"I'm continually working on pigs," Ron Jones, a U.S. Department of Agriculture wildlife specialist, said. "All it has done through the years is intensified."
The feral hogs have long been a problem in other states such as neighboring Texas, but they're being found now in every New Mexico county that borders Texas and as far west as the Rio Grande, KRQE-TV, Albuquerque, reported Thursday.
While the exact number of feral hogs in New Mexico is unknown, Jones says he doesn't expect the problem to go away any time soon.
Females can produce litters of four to 12 piglets as often as every six months.
"It takes more and more time, more mileage, more expense," Jones said. "It's just a continuous thing."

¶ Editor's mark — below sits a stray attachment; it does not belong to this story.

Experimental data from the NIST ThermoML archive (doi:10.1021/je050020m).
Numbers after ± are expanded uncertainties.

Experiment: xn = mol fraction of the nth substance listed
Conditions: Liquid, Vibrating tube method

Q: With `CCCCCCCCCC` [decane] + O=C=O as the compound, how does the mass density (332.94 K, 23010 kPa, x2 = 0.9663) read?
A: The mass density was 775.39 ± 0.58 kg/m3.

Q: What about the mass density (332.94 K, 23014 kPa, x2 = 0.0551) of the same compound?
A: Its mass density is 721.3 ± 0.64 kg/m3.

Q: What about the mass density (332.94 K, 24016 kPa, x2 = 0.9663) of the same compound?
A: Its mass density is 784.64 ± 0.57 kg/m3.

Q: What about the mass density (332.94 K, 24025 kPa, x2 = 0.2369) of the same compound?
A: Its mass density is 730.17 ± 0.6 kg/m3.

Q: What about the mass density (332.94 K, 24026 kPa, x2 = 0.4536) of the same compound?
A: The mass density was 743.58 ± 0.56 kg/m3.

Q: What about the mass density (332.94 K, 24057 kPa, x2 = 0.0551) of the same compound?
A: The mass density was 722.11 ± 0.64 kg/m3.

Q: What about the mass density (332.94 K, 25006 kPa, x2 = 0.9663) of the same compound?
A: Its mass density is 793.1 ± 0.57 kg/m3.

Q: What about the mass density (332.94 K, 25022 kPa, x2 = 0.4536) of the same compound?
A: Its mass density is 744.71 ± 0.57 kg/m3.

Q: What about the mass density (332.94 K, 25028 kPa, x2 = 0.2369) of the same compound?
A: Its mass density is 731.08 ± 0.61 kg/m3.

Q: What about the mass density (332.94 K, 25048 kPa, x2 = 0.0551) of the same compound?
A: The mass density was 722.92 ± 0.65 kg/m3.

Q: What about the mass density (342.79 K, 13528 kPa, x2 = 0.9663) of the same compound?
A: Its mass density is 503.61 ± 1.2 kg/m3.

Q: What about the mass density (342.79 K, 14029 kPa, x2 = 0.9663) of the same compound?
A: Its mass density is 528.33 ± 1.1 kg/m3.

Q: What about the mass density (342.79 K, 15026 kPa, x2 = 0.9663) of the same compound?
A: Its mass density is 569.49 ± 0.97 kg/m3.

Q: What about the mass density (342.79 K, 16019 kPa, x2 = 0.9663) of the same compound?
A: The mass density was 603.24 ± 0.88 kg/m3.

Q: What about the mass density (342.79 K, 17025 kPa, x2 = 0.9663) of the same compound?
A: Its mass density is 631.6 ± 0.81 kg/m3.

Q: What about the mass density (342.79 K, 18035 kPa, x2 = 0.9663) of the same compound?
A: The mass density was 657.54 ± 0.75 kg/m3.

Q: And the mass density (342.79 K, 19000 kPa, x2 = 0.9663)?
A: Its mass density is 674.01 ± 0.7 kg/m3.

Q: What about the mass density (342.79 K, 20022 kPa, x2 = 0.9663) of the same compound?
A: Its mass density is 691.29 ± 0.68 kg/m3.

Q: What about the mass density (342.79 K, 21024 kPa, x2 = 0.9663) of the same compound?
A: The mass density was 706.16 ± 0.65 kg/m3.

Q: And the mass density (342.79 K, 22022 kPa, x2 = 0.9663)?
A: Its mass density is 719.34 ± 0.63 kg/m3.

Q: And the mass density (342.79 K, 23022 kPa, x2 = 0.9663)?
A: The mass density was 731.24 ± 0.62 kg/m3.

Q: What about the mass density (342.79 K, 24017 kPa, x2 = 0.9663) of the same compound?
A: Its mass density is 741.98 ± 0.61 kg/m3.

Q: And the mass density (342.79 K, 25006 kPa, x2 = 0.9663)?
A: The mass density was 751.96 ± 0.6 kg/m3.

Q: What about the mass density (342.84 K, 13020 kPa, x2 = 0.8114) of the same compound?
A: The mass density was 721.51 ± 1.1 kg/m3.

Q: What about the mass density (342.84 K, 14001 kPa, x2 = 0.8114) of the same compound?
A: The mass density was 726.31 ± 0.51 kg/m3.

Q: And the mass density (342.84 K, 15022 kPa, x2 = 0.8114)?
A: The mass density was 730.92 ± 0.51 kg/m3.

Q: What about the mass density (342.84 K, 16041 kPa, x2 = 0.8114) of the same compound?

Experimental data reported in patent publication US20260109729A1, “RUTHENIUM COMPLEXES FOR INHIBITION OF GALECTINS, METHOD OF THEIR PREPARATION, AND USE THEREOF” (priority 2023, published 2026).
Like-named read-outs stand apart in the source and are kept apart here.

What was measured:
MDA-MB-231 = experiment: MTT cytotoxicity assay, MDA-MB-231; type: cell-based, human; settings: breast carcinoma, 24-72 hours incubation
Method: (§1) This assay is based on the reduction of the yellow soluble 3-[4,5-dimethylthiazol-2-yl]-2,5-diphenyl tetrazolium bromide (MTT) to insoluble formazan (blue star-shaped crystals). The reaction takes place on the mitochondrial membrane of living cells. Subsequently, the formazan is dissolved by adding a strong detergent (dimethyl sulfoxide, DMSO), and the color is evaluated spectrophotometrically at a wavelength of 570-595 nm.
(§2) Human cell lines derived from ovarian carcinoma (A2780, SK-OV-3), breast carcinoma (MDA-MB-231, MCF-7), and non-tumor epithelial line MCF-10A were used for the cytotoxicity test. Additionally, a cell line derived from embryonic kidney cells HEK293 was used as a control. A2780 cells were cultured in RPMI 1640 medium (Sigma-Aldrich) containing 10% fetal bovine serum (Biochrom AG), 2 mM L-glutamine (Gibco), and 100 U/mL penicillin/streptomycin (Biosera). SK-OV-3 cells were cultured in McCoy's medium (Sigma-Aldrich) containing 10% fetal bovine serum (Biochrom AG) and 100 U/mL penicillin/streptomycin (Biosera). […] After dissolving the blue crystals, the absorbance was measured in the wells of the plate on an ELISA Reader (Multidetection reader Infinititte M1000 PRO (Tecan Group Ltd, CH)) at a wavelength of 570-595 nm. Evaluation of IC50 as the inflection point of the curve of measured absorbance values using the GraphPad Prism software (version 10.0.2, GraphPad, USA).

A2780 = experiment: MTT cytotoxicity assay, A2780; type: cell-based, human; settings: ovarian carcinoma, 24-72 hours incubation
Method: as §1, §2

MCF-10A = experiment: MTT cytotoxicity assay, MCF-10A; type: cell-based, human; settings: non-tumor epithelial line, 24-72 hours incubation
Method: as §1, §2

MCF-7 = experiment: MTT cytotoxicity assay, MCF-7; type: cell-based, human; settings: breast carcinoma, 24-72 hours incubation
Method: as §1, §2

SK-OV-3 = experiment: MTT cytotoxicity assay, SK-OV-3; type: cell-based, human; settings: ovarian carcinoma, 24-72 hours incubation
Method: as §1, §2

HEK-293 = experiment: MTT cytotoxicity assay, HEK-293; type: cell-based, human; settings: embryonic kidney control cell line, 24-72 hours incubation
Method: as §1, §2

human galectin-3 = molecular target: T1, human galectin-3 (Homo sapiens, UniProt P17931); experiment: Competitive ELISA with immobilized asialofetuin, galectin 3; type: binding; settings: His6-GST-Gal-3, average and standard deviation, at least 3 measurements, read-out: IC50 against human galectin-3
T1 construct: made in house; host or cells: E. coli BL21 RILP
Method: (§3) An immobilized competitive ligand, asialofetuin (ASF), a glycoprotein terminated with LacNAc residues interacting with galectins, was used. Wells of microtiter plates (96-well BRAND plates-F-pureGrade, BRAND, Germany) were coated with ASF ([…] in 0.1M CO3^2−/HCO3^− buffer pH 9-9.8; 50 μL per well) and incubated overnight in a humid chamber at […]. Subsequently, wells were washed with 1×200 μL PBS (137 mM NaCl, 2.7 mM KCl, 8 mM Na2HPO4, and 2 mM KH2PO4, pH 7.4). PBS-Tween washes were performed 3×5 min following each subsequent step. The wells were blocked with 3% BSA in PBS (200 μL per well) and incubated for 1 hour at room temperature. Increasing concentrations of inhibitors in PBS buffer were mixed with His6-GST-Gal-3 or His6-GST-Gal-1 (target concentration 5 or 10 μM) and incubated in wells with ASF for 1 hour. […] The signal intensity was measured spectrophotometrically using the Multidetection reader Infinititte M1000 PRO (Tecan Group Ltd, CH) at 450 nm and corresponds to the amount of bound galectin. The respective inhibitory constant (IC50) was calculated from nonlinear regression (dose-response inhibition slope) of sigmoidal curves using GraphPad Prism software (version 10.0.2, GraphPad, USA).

Each wild hog causes an estimated $200 in damage every year.
"They'll root up a quarter of a mile of road and it's really hard to fix," Bill Humphries, a Tucumcari-area rancher, said. "Because they'll dig big holes, kind of like bomb craters, in it."
Once caught, wild pigs are euthanized and examined for infections and disease.
It can be dangerous work.
"They're very, very aggressive, and highly agitated," Humphries said.
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